On the DVD thereís an introductory piece where JMS talks about the need to try and find momentum again since season four finished most of the major plot lines. I donít see much of that in No Compromises though; itís quite standalone, at best just putting pieces into play for later storylines. In hindsight, I wonder if a real shake up the status quo wouldnít have been better in creating that momentum.

Iím also not a fan of the opening credits. Donít get me wrong, theyíre excellently put together, well edited, good music (even though the theme feels a little divorced from previous B5 themes). The lack of narration bothers me, since it is supposed to be a story told through the characters, but thereís also a focus on past glories, rather than whatís going to be great about season 5. Thatís a dangerous mindset to get into from a production point of view.

Next up is the Very Long Night of Londo Mollari, an episode Iím quite looking forward to.

Jan June 10th 16 12:15

Re: Is it time to give season 5 another chance?
 
Quote:

Originally Posted by Springer (Post 456384)
The staging of scenes for example - why is no one screaming or panicking when the assassin tries to shoot Sheridan, or destroy the sanctuary with his Starfury?

'Cause the majority would be military or ambassadors and trained to not panic?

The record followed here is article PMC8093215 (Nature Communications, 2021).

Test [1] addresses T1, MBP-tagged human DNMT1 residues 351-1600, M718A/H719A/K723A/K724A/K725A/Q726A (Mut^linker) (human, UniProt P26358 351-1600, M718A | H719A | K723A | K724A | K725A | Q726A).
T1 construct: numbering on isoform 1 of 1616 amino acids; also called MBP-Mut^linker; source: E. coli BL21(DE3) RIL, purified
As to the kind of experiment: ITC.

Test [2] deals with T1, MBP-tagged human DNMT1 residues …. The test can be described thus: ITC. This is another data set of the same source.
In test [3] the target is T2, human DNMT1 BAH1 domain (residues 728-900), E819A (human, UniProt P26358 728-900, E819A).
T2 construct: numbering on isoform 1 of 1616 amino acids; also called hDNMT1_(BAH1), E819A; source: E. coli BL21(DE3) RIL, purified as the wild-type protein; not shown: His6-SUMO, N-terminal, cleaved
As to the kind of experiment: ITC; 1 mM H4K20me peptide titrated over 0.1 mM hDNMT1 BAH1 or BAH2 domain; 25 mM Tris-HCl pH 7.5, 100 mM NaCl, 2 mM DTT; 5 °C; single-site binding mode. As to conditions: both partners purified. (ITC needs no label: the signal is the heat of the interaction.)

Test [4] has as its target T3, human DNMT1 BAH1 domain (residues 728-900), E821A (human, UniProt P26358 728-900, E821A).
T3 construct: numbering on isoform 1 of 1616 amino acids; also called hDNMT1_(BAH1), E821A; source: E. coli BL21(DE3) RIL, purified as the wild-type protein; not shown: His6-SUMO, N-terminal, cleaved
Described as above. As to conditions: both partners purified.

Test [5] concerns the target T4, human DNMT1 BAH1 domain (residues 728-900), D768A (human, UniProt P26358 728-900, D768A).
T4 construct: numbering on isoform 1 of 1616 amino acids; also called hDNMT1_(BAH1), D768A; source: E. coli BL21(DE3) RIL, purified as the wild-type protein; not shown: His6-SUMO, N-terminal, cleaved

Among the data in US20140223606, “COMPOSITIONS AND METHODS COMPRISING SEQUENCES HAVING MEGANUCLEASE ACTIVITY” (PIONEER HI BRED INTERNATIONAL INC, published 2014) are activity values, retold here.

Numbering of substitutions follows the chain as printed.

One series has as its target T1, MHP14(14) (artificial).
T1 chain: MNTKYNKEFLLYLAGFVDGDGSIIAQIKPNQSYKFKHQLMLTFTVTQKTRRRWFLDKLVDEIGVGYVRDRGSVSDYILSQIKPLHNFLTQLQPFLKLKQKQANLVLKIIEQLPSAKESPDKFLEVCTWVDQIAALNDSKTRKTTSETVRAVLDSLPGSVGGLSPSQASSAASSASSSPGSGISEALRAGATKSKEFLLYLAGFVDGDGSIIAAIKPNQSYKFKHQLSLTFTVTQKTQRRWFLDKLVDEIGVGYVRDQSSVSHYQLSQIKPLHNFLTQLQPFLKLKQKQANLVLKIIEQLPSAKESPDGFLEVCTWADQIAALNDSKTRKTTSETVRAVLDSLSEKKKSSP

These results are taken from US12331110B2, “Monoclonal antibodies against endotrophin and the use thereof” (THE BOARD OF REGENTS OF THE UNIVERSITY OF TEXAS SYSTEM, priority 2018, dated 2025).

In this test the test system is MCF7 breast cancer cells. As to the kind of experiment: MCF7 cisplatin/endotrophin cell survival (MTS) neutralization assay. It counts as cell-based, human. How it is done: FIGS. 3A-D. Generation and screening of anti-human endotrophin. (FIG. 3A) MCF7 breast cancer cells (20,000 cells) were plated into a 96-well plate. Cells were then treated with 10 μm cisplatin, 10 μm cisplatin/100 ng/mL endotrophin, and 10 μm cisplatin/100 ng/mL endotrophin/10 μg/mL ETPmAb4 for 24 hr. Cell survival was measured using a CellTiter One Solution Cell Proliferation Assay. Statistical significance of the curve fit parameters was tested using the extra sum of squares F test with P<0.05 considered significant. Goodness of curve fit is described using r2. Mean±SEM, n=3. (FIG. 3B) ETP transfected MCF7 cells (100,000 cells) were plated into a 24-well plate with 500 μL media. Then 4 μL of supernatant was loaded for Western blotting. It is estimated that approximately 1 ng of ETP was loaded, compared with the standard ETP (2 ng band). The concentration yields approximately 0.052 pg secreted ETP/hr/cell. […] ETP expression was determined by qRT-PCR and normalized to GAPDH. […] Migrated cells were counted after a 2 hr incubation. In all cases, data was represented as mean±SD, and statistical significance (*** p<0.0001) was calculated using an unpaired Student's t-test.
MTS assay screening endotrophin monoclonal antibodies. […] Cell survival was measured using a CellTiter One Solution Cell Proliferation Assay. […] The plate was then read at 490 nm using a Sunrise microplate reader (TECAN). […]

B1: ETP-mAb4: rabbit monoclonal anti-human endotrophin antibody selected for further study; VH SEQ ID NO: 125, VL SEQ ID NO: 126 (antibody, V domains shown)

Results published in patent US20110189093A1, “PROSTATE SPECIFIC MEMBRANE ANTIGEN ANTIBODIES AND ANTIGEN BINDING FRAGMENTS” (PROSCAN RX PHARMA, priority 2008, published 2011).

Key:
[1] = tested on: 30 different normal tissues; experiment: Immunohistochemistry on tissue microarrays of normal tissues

Quote:

Perhaps these issues are a result of JMS losing his notes on the season at Wolf 359, though I find it hard to believe all of his notes were on little scraps of paper and not on a computer and would have affected the series that much.
The notes were on 3x5 inch cards because that's a visual way that JMS would plot out story beats and episodes. Why is that hard to believe - especially considering how comparatively primitive computers were in 1997? There was more done on legal pads and index cards back then for planning.

Quote:

Unfortunately, Lochley doesnít get enough to do this episode. In Points of Departure when Sheridan arrived, we immediately found out how he thinks and what his tactical mind is like when he figured out the Minbari werenít going to attack. In No Compromises, Lochley should have had an involvement in saving Sheridan, just to make her a more active participant in her introductory episode.
That was deliberate. At the time the episode was written, the part hadn't been cast. That's why she's not seen much in the first part of the season. It wasn't the same situation with Bruce/Sheridan.